The personal defibrillator combines sophisticated electronics with precise, adaptive control of the high-energy pulses which can re-start the heart’s beating but do so without shocking the patient to death.
You’ve seen those life-saving defibrillators in offices, malls, and even homes, quietly at the ready for immediate use. When the Philips Medical Systems division of Royal Philips Electronics introduced their HeartStart defibrillator in 2002, it was the first low-cost, mass-market unit designed for ordinary, untrained users.
An AED requires much more than just application of a high voltage to the patient’s chest, and dramatically shouting “clear!” This FAQ will look at the underlying medical parameters for the first such device and how this very successful, life-saving unit was designed.
Q: What is the “personal” defibrillator?
A: This unit is formally known as an automated external defibrillator (AED) to distinguish it from the implanted pacemaker. The first introduced version was small (a little bigger than a large hardcover book), lightweight (2.1 kg/4.6 pounds), and featured extreme ease of use with user prompts provided by a soothing voice (Figure 1). Defibrillators “deliver therapeutic shock to a patient’s heart in life-threatening conditions such as ventricular fibrillation, cardiac arrhythmia, and pulseless ventricular tachycardia. The defibrillation procedure encompasses delivery of an electric shock to the heart, which depolarizes heart muscles and restores its normal electric impulse.”
Q: Was it a successful product?
A: Absolutely. It was soon either mandated or voluntarily installed in tens of thousands of public locations and private homes. Specific numbers are not available for competitive reasons, but many market-research organizations try to provide estimates. For example, according to Allied Market Research (Reference 5), the AED market “was valued at $4.345 billion in 2016 and is expected to grow to $7.512 million by 2023, registering a CAGR (compound annual growth rate) of 7.8% during the forecast period 2017 – 2023.” [Don’t ask how they project market size five years into the future with precision to four significant figures, when it seems that an error bound of perhaps ±10 to ±20% makes more sense here.) At an average selling price of $1500 – $2000, that is a lot of units.
Q: How did the design process begin?
A: The initial AED design began with a team at Heartstream, Inc, (US Patent 5,735,879, April 7, 1998), prior to the company’s acquisition by Hewlett-Packard/Agilent (1998), who subsequently sold it to Philips Medical Systems (2001). The product had to meet a complex maze of constraints with respect to size, weight, performance, regulatory mandates, and cost (under $2000 retail).
Q: What did the design require?
A: It required a significant amount of innovative circuitry based largely on standard components and a custom ASIC processor (Figure 2), to provide its non-intimidating appearance and operation. Despite the inherently complex functionality of defibrillation, the designers did not want a GUI (graphical user interface), multiline text display, or touchscreen for user direction and guidance — they chose to use just a voice for user guidance.
Q: How did they size and shape the enclosure?
A: Obviously, size is critical. The unit had to be large enough for the required electronics and internal high-voltage isolation and batteries, but not too big (bulky, awkward, unattractive) or too small (too easily knocked away or overlooked). In a conversation with one of the designers several years ago, I was told that most of the “rough” enclosure sizing and shaping was done using plain, brown corrugated cardboard which could easily be cut, trimmed, adjusted, and modified. Only when they were pretty close to a likely prototype form factor did they get tooling for a formal enclosure.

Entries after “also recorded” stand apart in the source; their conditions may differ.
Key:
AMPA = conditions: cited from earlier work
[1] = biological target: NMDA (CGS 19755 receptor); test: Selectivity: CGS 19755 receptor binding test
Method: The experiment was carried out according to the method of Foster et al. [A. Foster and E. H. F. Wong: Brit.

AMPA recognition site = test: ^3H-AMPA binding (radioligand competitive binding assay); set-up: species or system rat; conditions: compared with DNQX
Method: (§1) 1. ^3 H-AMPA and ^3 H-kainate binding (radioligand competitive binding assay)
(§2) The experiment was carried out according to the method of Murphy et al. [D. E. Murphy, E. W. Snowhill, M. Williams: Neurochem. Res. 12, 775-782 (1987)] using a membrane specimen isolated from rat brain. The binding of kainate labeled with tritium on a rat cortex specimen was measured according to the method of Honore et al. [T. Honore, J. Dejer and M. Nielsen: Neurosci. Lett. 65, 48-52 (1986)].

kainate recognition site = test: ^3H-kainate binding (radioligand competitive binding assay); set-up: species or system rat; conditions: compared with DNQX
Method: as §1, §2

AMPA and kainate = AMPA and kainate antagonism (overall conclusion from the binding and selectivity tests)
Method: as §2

Q: What were the primary challenges the design team faced?
A: The design addresses three traditional analog challenges: 1) generation of carefully shaped high-voltage/current pulses from a low-voltage, small-capacity battery pack; 2) need for analog inputs to make sensitive measurements circuit at the contact points of these; and 3) the need for sophisticated battery/power-management algorithms for devices having long idle periods followed by sudden, unanticipated operating cycles.
Q: What does the defibrillator waveform look like?
A: Successful defibrillation depends on multiple factors: the voltage of the delivered waveform, the energy (joules) of that waveform, and the shape of the waveform are among the many variables.
Q: Historically, what was the first defibrillator waveform?
A: In the early years of defibrillators (in the 1940s), the waveform was nothing more than the basic 50/60-Hz AC line, stepped up by a factor of 5× or 10× via a standard transformer. Effectiveness was minimal while the risk to the cardiac patient was quite high. Work was done in the 1950s on more complex defibrillation protocols, with the goals of having battery-powered units and providing a more effective, yet safer, waveform.
Q: What waveform was eventually devised?
A: The most-effective tested and approved resuscitation pulse is the biphasic truncated exponential (BTE) waveform, which reaches up to as high as +1750 V and down to about -500 V. Its period ranges between 5 and 20 msec, with currents reaching 20 A, corresponding to total energy of about 150 J.
Part 2 of this FAQ will explore the actual design and implementation of this first AED.
- Philips Medical Systems, “Biphasic Defibrillation“
- Philips HeartStart FR3 Defibrillator, “Technical Reference Manual”
- Philips HeartStart OnSite, “Specifications”
- Philips HeartStart OnSite Defibrillator, “Owner’s Manual”
- Allied Market Research, “External Defibrillators Market by Product Type”
- IHS Report: “US Remote Cardiac Monitoring Market to Expand more than 25 Percent by 2016“
- Analog Devices, “AED Solutions”